â€śIâ€™m a big believer in texture. I like tasting flavorsâ€¦ (feeling) the crunch. Whenever I bite, I want it to be a rollercoaster in my mouth. I want it to be a funhouse,â€ť Archie Rodriguez says with a smile. â€śYou know what I mean?â€ť
Well, we may not exactly fathom his thought process, but the president and CEO of Global Restaurant Concepts, Inc. (GRCI)â€”the local franchisee of the successful California Pizza Kitchen (CPK)â€”sure does seem know his business.
Additionally, he displays intimate knowledge what goes into every dish served to our motley group of media practitioners gathered for a gastronomic introduction to some new additions to CPKâ€™s local menu.
The brand turns 27 years, and marks 15 since entering the local scene. In connection, Rodriguez and his team are holding the very first National Pizza Day in the country on August 15â€”the exact day that GRCI opened its first CPK restaurant here.
Commandeering and unilaterally appointing a â€śpizza dayâ€ť seems a bit bold and forward, but CPK is aiming for domination. Rodriguez looks at it as a way to reclaim â€śpizza authority.â€ť The restaurant is seeking to reinvent itself, he maintains, and what better way to do so (and make a splash, too) then by introducing up to 20 new menu itemsâ€”including, of course, â€śpizzas that stand above the rest.â€ť You could say that some CPR is being performed on CPK.
Economy willing and bedamned, the restaurant is trimming its formidable array of choices from around 125 down to 85, a move that Rodriguez says will enable the chain to â€śfocus on delivering consistently good products.â€ť
He underscores: â€śWeâ€™re really focusing on making people understand that we deliver quality.â€ť
The process took much time and back-and-forth between GRCI and CPKâ€™s US principals, but CPK regulars and newbies will surely be in for treats familiar and peculiar. GRCI browsed CPKâ€™s database and looked at what would be received well here, and interpreted them appropriately.
We start with big fingers of fried mozzarella cheese in spring roll wrappersâ€”nothing surprising but guaranteed to be a hit with kids of all ages. Itâ€™s an oriental take; the US version has the cheese fingers dipped in breadcrumbs alone then fried.
Itâ€™s actually a recurring themeâ€”all of the new items have been â€śFilipinizedâ€ť to suit Pinoy palates.
Take the quesadilla, for instance. Rodriguez applies his funhouse ethics and adds crispy wonton strips into the mix to make it more interesting. It now explodes with crunch and flavorâ€”the latter chiefly imbued by cheese and black olives.
Next up is Spinach Salad with Grilled Spicy Sausage Links on the side. The caramelized nuts are counterpointed with the tangy-sweet raspberry vinaigrette. Rodriguez reveals that the idea for the dressing actually came from CPKâ€™s pastry department, which creatively made use of some raspberry coulis. The sausage pairs up well as a meaty, tasty companion to the greenery.
Seafood Pomodoro with Tagliatelle Negro is a creamy mĂ©lange that features squid ink pastaâ€”not overpowering as you might expect.
The Lasagna Milanese is a more conventional (read: kid-friendly) choice that is jazzed up with some fragrant basil.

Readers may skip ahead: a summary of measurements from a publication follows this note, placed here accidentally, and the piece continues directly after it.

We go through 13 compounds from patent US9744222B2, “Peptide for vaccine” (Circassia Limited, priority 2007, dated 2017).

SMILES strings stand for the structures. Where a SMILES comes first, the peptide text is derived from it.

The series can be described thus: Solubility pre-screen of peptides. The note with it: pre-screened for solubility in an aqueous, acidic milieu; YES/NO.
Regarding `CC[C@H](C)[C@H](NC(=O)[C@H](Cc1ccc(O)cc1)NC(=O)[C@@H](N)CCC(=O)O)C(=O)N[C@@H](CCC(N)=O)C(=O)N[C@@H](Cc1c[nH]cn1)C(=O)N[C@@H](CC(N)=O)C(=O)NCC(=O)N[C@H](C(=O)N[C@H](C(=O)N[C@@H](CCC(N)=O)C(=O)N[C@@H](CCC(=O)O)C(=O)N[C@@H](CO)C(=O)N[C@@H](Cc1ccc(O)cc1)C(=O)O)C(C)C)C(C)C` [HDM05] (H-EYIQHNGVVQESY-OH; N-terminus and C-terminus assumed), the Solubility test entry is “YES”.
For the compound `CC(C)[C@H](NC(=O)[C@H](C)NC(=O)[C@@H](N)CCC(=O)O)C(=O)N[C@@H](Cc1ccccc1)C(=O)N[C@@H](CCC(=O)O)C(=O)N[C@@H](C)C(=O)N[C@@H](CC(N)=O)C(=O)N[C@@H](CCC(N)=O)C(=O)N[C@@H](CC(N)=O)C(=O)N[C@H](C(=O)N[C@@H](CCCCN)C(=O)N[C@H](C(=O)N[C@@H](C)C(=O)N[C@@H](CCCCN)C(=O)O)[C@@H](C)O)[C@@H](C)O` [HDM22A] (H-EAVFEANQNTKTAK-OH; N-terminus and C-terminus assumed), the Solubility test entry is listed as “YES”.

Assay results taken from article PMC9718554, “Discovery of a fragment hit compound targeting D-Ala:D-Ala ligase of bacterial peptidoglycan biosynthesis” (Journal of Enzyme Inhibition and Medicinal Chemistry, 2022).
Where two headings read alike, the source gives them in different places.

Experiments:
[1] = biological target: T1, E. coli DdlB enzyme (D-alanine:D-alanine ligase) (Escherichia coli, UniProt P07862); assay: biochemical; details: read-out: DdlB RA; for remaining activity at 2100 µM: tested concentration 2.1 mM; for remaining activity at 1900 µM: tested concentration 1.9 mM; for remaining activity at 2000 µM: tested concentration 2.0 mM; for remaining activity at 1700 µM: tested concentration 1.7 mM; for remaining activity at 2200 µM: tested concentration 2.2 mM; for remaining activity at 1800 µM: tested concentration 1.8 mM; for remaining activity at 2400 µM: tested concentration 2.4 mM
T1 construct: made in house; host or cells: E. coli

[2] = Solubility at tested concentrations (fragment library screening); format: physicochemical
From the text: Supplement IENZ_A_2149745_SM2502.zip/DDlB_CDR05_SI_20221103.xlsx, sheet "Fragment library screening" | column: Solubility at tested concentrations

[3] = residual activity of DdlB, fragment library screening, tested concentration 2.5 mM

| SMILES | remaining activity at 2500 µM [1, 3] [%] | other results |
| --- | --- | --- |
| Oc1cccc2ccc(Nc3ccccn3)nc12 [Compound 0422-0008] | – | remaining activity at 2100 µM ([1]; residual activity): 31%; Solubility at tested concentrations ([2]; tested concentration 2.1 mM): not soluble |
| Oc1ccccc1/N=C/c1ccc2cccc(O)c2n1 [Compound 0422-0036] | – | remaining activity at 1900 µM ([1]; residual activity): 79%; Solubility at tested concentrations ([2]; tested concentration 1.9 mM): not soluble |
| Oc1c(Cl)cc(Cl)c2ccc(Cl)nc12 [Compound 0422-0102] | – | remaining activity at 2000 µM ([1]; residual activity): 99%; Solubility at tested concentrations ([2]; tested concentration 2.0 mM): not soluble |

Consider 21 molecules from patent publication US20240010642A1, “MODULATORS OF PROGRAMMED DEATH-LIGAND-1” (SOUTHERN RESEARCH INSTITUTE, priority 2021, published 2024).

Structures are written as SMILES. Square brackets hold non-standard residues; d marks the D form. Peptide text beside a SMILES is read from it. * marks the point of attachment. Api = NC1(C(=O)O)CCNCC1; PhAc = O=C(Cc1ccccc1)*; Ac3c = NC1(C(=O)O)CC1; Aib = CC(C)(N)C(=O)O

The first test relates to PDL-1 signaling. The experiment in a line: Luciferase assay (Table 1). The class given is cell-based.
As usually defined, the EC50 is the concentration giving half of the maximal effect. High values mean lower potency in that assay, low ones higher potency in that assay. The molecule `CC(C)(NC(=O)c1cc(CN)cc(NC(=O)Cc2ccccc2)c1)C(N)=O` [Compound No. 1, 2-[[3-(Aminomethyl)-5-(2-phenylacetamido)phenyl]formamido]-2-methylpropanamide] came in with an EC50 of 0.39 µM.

Health nuts will surely flip over the Vegetarian Pizza with Gorgonzola. I love the still-crunchy broccoli on the crispy-thin crust.Â Meanwhile, flavorful ham distinguishes the simple but indulging Prosciutto Pizza. Mental note: getting fuller by the minute.
The Asian Chicken Wrap with Wasabi Dressing and Teriyaki Sauce on the side is a welcome break with its light, delicate taste (I tried it sans sauces). Nori and beansprouts change the taste profile into Japanese.
I am too stuffed for the Cheese Steak Sandwich with Homemade French Fries, but I welcome the Sâ€™mores Pizza for dessertâ€”topped as it is with ice cream.
Old devotees of CPK need not fret about having their favorites nixed. Fast-moving products such as the Barbeque Chicken Pizza and Barbeque Chopped Salad remain on the menu.
Still, Rodriguez explains that itâ€™s all part of the natural course of the restaurantâ€™s evolution. For example, the Peking Duck Pizza and Adobo Pizza fell off after some time. â€śThey already had their 15 minutes of fame,â€ť he says, grinning.
By the way, even the plating of CPKâ€™s new creations didnâ€™t stick without an imprimatur from a triumvirate of Filipino, American, and Chinese chefs. â€śA lot of our R&D happens six to seven months before launch,â€ť the GRCI head adds.
Aside from the new selections, other treats are in store for CPK patrons visiting on National Pizza Day. For every dine-in pizza order, customers get another pizza for free (any of five flavors is available as freebie). Shell out P50 and you get bottomless Coca-Cola, too.
More changes are forthcoming even in the kitchen. â€śOur pizza chef is going to be our operating partnerâ€¦ giving him/her due respect for being the artisan behind the meal that youâ€™re having,â€ť shares Rodriguez.
This means each of the seven CPK outlets (with five more coming this year) will highlight its pizza chef. The name of the game is customization and a more personal experience. Diners can ask to have what they want, how they want it.
Rodriguez says that people may have forgotten, but CPK had the following motto when it started the business: â€śBe adventurous. Try something new. If you donâ€™t like it, weâ€™ll replace it.â€ť
â€˘ California Pizza Kitchen has branches at Glorietta 3, Alabang Town Center, Shangri-La Plaza Mall, Greenhills Promenade, Trinoma, Power Plant Mall, and Greenbelt 5. Visit http://www.cpk.com.ph.